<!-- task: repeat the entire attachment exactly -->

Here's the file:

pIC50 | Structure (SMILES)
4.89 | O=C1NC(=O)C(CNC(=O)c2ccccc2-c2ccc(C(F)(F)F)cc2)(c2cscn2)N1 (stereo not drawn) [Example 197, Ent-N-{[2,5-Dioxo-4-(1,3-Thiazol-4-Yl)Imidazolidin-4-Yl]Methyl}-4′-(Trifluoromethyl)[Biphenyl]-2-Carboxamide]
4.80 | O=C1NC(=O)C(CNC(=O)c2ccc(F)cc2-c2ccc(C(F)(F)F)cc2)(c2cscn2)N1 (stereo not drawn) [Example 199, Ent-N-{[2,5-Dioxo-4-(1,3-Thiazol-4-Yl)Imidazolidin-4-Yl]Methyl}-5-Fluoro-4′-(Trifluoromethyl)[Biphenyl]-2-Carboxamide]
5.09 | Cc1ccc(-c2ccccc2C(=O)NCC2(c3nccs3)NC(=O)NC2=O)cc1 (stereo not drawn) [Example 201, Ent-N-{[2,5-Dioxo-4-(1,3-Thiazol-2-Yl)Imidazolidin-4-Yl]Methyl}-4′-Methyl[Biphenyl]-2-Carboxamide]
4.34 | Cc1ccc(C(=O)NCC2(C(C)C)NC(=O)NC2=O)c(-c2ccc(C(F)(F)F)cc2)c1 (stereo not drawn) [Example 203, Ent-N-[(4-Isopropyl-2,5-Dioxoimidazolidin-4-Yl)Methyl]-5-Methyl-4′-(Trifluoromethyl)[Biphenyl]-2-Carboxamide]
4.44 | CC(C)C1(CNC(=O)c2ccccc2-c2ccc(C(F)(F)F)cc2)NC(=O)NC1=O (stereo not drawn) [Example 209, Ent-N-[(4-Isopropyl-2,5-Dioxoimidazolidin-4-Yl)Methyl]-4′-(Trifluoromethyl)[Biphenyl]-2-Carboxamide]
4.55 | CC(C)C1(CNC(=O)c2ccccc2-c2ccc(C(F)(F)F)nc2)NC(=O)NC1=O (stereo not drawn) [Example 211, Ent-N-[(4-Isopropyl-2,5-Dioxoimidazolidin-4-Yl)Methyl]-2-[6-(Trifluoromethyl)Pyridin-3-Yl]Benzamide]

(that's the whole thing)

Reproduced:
pIC50 | Structure (SMILES)
4.89 | O=C1NC(=O)C(CNC(=O)c2ccccc2-c2ccc(C(F)(F)F)cc2)(c2cscn2)N1 (stereo not drawn) [Example 197, Ent-N-{[2,5-Dioxo-4-(1,3-Thiazol-4-Yl)Imidazolidin-4-Yl]Methyl}-4′-(Trifluoromethyl)[Biphenyl]-2-Carboxamide]
4.80 | O=C1NC(=O)C(CNC(=O)c2ccc(F)cc2-c2ccc(C(F)(F)F)cc2)(c2cscn2)N1 (stereo not drawn) [Example 199, Ent-N-{[2,5-Dioxo-4-(1,3-Thiazol-4-Yl)Imidazolidin-4-Yl]Methyl}-5-Fluoro-4′-(Trifluoromethyl)[Biphenyl]-2-Carboxamide]
5.09 | Cc1ccc(-c2ccccc2C(=O)NCC2(c3nccs3)NC(=O)NC2=O)cc1 (stereo not drawn) [Example 201, Ent-N-{[2,5-Dioxo-4-(1,3-Thiazol-2-Yl)Imidazolidin-4-Yl]Methyl}-4′-Methyl[Biphenyl]-2-Carboxamide]
4.34 | Cc1ccc(C(=O)NCC2(C(C)C)NC(=O)NC2=O)c(-c2ccc(C(F)(F)F)cc2)c1 (stereo not drawn) [Example 203, Ent-N-[(4-Isopropyl-2,5-Dioxoimidazolidin-4-Yl)Methyl]-5-Methyl-4′-(Trifluoromethyl)[Biphenyl]-2-Carboxamide]
4.44 | CC(C)C1(CNC(=O)c2ccccc2-c2ccc(C(F)(F)F)cc2)NC(=O)NC1=O (stereo not drawn) [Example 209, Ent-N-[(4-Isopropyl-2,5-Dioxoimidazolidin-4-Yl)Methyl]-4′-(Trifluoromethyl)[Biphenyl]-2-Carboxamide]
4.55 | CC(C)C1(CNC(=O)c2ccccc2-c2ccc(C(F)(F)F)nc2)NC(=O)NC1=O (stereo not drawn) [Example 211, Ent-N-[(4-Isopropyl-2,5-Dioxoimidazolidin-4-Yl)Methyl]-2-[6-(Trifluoromethyl)Pyridin-3-Yl]Benzamide]